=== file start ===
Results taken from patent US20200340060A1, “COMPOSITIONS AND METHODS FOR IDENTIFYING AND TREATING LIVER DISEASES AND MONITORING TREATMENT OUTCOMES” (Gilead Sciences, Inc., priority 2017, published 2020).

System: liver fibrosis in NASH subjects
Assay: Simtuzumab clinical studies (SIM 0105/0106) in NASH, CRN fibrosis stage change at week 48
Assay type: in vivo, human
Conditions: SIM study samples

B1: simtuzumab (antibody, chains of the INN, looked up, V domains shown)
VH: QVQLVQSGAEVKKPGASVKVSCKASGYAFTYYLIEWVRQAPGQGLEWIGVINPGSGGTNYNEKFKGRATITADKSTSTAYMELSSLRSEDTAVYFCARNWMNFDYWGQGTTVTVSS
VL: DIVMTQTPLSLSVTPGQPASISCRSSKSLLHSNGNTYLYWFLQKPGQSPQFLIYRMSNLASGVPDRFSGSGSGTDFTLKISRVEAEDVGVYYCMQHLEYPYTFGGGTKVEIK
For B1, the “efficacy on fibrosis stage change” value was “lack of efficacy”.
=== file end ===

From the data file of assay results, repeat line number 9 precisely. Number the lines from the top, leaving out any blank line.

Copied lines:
For B1, the “efficacy on fibrosis stage change” value was “lack of efficacy”.